Why C++ Supports both Class and Typename for Type Parameters

Recently, someone asked me why we support both class and typename within C++ to indicate a type parameter since the keywords do not hold any platform significance – for example, class is not meant to suggest a native type nor is typename meant to suggest a CLI type. Rather, both equivalently indicate that the name following represents a parameterized type placeholder that will be replaced by a user-specfied actual type.

The reason for the two keywords is historical. In the original template specification, Stroustrup reused the existing class keyword to specify a type parameter rather than introduce a new keyword that might of course break existing programs. It wasn't that a new keyword wasn't considered -- just that it wasn't considered necessary given its potential disruption. And up until the ISO-C++ standard, this was the only way to declare a type parameter.

Reuses of existing keywords seems to always sow confusion. What we found is that beginners were whether the use of the class constrained or limited the type arguments a user could specify to be class types rather than, say, a built-in or pointer type. So, there was some feeling that not having introduced a new keyword was a mistake.

During standardization, certain constructs were discovered within a template definition that resolved to expressions although they were meant to indicate declarations. For example,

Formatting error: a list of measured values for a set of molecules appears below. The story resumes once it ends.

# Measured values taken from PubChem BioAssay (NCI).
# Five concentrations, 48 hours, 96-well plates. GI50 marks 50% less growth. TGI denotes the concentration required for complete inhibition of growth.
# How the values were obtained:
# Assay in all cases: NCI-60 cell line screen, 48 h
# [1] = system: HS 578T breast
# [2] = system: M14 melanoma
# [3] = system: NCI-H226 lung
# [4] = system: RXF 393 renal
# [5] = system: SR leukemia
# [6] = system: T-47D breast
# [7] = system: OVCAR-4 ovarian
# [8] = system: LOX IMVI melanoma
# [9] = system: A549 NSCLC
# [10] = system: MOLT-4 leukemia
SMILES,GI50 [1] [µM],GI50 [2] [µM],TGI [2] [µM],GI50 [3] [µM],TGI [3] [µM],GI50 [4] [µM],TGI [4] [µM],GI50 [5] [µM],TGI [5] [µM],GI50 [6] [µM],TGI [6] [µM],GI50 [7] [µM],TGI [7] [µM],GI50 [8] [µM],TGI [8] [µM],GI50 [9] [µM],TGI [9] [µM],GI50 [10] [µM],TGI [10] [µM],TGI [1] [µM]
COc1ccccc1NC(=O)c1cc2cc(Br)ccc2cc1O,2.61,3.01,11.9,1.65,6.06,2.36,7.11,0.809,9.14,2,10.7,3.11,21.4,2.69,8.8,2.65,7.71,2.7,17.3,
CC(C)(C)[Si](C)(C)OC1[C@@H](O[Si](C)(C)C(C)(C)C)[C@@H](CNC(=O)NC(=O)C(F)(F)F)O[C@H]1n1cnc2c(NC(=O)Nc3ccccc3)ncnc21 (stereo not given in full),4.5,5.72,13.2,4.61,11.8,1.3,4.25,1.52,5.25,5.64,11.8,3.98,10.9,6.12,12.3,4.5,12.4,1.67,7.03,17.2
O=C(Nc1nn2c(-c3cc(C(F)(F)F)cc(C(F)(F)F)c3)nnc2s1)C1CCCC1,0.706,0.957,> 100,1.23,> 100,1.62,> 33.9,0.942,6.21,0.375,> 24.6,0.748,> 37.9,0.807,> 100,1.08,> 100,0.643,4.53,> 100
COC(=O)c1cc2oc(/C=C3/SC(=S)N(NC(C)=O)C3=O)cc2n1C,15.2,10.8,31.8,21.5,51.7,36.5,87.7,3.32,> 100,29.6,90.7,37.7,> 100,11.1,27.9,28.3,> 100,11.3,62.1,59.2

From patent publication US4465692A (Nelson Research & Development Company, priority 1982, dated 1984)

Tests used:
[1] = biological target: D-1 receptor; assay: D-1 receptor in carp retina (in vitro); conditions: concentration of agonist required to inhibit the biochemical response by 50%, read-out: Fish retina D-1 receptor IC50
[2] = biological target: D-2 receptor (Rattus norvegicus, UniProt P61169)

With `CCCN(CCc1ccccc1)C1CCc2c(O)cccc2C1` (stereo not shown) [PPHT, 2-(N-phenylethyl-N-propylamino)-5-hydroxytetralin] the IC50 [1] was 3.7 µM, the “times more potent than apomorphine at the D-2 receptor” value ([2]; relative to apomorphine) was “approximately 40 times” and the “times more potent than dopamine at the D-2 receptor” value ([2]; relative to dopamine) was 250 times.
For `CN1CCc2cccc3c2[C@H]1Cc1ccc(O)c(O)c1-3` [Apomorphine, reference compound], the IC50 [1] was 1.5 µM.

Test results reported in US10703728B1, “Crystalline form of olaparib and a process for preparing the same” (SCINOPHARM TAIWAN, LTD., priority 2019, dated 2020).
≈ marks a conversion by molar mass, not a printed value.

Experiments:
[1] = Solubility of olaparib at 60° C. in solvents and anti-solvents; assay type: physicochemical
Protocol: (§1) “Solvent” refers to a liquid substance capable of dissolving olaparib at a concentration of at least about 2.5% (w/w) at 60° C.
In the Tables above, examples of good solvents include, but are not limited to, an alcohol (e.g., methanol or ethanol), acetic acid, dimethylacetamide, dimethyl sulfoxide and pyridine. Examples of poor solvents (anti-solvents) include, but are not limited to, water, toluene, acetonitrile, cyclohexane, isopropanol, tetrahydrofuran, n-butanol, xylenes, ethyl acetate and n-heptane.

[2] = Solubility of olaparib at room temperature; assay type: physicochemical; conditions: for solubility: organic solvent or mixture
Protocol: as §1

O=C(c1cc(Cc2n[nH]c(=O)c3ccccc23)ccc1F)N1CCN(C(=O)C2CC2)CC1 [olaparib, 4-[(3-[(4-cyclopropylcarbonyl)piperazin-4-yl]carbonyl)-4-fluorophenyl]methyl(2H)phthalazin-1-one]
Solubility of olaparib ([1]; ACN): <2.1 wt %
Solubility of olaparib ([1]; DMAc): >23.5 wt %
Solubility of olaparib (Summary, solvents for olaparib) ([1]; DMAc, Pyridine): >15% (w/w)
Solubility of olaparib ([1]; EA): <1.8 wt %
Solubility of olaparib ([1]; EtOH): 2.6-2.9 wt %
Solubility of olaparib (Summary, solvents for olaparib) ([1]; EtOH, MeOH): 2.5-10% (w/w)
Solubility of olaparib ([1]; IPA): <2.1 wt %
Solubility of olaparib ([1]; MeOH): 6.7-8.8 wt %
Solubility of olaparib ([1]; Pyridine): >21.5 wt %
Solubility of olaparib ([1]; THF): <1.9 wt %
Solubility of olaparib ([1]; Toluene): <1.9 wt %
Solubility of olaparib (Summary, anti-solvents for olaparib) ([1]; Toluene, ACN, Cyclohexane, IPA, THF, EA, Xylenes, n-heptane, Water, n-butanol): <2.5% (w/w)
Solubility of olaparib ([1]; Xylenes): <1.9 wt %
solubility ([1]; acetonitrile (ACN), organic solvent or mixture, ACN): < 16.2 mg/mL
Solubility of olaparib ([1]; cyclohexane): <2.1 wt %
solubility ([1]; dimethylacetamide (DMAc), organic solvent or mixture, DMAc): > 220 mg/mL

template <class T>

class Demonstration {


void method() {

T::A *aObj; // oops …

// …


While the statement containing aObj is intended by the programmer to be interpreted as the declaration of a pointer to a nested type A within the type parameter T, the language grammar interprets it as an arithmetic expression multiplying the static member A of type T with aObj and throwing away the result. Isn't that annoying! (This sort of dilemna is not possible within generics – there is no way to safely verify that any T contains an A so that the runtime can safely construct an instance of the generic type.)

The committee decided that a new keyword was just the ticket to get the compiler off its unfortunate obsession with expressions. The new keyword was the self-describing typename. When applied to a statement, such as,

typename T::A* a6; // declare pointer to T ’s A

it instructs the compiler to treat the subsequent statement as a declaration. Since the keyword was on the payroll, heck, why not fix the confusion caused by the original decision to reuse the class keyword. Of course, given the extensive body of existing code and books and articles and talks and postings using the class keyword, they chose to also retain support for that use of the keyword as well. So that's why you have both.